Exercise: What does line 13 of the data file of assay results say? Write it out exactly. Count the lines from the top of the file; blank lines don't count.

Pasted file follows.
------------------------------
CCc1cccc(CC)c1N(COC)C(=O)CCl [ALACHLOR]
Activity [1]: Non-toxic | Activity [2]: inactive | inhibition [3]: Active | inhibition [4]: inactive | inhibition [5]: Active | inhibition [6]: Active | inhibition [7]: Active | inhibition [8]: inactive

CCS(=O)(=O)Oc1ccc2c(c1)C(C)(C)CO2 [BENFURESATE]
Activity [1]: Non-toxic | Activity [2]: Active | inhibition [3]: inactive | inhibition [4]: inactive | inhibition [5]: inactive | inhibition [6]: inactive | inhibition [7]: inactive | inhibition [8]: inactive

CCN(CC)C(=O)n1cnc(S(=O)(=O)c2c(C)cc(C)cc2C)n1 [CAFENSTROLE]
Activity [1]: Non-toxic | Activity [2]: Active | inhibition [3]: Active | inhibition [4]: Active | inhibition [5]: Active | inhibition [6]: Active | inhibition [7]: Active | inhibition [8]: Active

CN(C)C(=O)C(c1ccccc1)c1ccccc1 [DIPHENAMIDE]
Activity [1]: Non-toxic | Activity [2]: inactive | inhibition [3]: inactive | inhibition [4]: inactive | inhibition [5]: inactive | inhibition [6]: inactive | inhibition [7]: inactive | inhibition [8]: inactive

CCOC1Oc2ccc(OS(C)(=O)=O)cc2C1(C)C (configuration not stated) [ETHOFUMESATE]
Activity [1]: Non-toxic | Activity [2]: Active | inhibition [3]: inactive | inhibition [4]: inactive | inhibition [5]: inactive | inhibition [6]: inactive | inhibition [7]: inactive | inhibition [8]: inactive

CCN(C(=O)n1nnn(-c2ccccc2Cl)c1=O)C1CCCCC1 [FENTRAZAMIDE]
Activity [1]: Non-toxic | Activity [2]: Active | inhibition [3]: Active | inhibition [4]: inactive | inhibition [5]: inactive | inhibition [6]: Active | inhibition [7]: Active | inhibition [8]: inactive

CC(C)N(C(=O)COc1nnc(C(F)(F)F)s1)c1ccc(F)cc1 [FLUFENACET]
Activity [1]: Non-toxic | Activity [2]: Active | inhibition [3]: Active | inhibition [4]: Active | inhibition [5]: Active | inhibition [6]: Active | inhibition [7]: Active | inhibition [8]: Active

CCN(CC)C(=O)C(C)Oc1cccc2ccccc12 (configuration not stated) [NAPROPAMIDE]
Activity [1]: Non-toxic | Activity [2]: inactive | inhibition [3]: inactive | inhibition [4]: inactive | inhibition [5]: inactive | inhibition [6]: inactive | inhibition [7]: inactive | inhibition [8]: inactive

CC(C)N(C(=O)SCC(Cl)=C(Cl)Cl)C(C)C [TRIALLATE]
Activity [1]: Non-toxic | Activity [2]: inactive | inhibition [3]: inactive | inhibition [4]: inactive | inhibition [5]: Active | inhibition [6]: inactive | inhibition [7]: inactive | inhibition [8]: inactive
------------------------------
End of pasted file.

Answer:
CC(C)N(C(=O)COc1nnc(C(F)(F)F)s1)c1ccc(F)cc1 [FLUFENACET]